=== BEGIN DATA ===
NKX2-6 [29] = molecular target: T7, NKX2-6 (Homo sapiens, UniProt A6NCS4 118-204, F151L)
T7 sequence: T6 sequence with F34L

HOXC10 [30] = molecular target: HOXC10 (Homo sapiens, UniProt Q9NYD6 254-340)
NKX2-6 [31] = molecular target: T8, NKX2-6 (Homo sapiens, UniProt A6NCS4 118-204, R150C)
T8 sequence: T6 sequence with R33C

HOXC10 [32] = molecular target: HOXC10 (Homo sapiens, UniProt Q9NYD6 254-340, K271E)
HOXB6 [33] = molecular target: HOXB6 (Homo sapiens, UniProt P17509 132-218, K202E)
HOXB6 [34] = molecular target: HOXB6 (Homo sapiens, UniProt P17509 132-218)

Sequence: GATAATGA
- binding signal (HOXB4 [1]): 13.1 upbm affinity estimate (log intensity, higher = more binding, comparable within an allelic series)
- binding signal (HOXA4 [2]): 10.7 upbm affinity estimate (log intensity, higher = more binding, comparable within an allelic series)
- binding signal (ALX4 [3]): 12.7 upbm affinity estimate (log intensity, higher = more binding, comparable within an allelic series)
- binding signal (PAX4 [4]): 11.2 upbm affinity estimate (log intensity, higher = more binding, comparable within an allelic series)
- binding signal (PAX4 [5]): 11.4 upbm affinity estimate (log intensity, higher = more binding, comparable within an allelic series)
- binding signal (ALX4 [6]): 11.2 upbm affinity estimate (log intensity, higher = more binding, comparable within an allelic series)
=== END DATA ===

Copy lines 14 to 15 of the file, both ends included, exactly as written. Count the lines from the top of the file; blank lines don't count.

- binding signal (PAX4 [5]): 11.4 upbm affinity estimate (log intensity, higher = more binding, comparable within an allelic series)
- binding signal (ALX4 [6]): 11.2 upbm affinity estimate (log intensity, higher = more binding, comparable within an allelic series)